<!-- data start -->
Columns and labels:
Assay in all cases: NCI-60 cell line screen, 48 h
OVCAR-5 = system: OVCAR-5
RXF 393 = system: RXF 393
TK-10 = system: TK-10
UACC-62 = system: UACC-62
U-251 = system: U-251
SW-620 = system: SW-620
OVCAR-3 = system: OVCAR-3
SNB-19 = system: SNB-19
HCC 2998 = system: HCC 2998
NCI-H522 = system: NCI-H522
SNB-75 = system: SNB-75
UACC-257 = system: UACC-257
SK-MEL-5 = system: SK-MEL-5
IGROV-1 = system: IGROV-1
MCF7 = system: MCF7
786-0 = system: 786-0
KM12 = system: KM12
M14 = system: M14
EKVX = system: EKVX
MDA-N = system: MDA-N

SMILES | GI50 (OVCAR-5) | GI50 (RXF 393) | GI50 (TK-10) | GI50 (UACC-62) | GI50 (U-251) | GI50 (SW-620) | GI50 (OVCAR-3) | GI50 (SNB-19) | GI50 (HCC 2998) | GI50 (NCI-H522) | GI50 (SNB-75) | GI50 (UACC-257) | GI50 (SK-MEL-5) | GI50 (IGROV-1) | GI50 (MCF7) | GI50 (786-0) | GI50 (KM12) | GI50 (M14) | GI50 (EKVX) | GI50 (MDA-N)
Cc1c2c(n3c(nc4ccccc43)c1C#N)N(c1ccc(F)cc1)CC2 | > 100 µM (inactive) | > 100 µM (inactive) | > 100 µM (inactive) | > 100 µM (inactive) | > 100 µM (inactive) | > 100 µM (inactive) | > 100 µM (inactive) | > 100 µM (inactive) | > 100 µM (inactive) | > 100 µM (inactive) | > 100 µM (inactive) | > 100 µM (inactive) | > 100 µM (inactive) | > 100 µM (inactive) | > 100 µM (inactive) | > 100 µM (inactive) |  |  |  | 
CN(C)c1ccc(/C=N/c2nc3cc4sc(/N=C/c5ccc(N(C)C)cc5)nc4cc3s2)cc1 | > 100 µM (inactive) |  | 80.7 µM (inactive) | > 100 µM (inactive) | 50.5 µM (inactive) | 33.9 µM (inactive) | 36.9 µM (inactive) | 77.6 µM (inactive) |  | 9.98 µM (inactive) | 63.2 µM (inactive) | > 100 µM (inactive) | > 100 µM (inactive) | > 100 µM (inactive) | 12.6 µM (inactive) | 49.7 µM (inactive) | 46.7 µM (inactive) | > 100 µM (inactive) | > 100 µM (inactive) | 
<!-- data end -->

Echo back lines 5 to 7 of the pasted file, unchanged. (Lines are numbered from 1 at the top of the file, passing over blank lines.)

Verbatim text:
TK-10 = system: TK-10
UACC-62 = system: UACC-62
U-251 = system: U-251